What did I do? For sure, I connected with the executive assistants to find out how we in Aviation were doing. I also connected with the executives themselves who were authorized users of business aviation.
When I connected with the executives, my objective was not only to find out how we were doing, but what was going on in their parts of the business.
It was a little awkward at first, as they were not used to connecting with Aviation in that way, but over time they became accustomed to it. The result was a wealth of information that we in Aviation could translate into even more ways to add value.
In short order, we became viewed as more than the airplane drivers at the hangar. We were seen as business partners who were located at the aviation facility.
Tip – More than most organizations within the company, Aviation has unique access to senior executives. Take the initiative and use it in an appropriate way.
Okay, so you’ve gotten proactive. You’ve expanded the perception of Aviation’s role within your parent company. You can speak the language business. You’ve defined the value proposition(s) of your flight department. And you’ve managed to get yourself on the corporate radar screen.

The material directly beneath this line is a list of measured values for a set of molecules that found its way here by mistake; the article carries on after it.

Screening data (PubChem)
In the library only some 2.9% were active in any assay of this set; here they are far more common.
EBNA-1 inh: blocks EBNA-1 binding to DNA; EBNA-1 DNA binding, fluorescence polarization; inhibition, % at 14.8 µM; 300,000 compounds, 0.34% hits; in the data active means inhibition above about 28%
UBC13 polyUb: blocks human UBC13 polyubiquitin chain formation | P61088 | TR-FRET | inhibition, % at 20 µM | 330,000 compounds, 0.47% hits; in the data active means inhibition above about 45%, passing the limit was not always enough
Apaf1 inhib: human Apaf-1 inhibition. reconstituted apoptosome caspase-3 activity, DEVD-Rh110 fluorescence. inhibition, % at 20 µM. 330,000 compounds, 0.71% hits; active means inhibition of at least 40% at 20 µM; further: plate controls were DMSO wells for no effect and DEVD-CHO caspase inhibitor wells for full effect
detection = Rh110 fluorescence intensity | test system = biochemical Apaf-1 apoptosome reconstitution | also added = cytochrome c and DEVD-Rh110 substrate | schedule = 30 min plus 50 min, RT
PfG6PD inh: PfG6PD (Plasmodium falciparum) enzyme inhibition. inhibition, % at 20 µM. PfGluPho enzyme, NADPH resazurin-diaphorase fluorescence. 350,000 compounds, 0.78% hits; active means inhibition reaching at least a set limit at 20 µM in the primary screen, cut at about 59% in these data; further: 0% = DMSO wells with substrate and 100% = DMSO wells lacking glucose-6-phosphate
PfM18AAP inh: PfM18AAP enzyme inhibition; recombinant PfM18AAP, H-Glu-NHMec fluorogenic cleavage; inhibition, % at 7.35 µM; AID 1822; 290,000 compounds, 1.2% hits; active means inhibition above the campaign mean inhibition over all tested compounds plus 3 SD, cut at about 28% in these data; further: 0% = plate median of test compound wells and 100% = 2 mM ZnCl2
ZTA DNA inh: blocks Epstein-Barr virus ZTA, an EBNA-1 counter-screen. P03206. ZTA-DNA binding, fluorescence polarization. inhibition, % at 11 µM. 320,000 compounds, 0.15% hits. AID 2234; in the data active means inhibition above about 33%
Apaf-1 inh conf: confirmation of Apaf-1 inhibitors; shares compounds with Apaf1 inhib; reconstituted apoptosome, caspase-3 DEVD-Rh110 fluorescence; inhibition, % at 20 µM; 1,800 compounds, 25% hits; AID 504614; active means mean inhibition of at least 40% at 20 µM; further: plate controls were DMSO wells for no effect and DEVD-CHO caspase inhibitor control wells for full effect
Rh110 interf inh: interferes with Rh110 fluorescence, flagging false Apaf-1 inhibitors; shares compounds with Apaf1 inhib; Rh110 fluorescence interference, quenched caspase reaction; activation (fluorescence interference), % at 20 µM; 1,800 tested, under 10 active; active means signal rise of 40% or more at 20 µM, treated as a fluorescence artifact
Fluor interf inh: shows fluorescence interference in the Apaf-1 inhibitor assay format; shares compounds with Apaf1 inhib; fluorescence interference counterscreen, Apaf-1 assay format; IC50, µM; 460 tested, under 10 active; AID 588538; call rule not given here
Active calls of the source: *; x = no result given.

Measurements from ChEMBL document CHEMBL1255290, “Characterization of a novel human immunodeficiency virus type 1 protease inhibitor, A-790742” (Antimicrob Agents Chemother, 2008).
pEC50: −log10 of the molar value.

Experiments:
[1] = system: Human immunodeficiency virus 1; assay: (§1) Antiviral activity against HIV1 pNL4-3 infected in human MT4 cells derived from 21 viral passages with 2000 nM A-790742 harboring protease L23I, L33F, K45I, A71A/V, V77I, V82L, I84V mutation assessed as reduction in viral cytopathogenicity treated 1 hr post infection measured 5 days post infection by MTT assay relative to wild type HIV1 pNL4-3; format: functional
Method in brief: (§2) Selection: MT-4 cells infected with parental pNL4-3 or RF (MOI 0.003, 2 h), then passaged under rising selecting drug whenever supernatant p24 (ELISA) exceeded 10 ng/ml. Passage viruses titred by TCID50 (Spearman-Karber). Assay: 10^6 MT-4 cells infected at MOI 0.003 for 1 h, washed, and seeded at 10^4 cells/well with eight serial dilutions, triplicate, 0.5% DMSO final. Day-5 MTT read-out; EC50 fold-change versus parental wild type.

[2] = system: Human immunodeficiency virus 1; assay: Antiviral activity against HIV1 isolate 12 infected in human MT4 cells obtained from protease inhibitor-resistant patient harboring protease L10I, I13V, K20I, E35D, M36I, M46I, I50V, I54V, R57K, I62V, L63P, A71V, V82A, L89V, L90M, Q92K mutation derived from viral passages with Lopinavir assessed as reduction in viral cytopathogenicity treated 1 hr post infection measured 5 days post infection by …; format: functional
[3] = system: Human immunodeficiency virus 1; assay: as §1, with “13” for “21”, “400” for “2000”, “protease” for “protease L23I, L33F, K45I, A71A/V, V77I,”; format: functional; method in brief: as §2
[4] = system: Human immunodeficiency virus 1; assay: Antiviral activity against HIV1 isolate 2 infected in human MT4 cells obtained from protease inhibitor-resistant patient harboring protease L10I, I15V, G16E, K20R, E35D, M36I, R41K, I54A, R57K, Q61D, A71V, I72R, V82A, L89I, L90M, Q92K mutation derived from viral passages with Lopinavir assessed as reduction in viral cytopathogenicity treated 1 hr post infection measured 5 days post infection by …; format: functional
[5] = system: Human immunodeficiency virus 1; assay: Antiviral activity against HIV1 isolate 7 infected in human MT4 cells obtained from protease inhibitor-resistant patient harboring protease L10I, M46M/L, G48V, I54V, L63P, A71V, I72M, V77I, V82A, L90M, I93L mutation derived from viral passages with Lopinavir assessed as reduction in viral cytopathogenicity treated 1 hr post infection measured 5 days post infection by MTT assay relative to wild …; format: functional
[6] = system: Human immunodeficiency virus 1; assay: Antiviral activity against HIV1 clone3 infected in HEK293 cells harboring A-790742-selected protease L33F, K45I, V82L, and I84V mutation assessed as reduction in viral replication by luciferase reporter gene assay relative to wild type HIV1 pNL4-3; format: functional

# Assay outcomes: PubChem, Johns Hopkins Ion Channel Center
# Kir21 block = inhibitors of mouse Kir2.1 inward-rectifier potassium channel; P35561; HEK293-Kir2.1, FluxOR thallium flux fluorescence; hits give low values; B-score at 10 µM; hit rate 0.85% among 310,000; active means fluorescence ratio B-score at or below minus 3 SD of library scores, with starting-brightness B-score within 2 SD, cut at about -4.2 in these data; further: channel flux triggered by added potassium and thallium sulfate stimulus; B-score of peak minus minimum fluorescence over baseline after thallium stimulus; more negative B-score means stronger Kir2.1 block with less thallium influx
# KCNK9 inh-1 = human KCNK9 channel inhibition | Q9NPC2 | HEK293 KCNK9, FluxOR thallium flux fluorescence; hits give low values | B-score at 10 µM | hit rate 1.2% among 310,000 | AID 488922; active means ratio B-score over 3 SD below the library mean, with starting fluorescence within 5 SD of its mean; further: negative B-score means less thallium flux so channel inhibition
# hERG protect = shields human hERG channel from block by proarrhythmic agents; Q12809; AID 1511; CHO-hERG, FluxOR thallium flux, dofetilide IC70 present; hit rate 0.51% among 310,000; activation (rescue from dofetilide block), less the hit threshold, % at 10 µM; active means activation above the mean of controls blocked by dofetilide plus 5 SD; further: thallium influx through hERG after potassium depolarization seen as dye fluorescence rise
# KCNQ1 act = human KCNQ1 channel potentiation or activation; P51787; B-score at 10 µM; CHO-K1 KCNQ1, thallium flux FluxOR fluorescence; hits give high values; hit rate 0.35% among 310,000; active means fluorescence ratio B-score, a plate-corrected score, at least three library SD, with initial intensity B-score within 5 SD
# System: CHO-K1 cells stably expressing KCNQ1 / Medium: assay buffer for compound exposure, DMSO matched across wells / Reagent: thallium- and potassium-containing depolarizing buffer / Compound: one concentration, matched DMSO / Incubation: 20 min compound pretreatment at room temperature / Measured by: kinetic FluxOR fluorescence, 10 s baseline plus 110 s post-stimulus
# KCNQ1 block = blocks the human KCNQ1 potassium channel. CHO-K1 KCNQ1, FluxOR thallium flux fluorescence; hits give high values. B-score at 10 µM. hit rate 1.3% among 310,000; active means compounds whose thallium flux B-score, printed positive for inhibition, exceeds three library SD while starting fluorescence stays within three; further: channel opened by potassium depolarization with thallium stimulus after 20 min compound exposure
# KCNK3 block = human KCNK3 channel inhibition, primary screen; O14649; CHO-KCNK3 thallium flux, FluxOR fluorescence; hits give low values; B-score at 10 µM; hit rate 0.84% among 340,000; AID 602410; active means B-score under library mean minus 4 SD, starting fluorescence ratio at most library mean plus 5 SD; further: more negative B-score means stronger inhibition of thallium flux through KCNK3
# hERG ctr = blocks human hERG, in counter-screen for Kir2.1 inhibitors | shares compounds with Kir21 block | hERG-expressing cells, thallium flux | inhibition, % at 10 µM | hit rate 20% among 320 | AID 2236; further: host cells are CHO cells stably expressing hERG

You can do all of the above, and if you don’t take the final step of becoming a credible influencer, it may all be for naught.
A credible influencer is someone who acts with integrity and has earned the respect of those around them. S/he consistently demonstrates that they are someone who places the corporation’s agenda above their own.
Integrity is a hard thing to earn and even harder to keep. But in the highly charged political atmosphere of some corporations, it stands out. People always listen when a credible influencer speaks.
And in doing so, credible influencers are usually the ones who are identified and developed for more formal leadership positions in the company.
Tip – Take the advice that Don Miguel Ruiz offers in his book The Four Agreements and “be impeccable in your word.”
How have you elevated the relevance of your aviation operation? Share your approaches with us and we’ll share them with our readers in a future blog.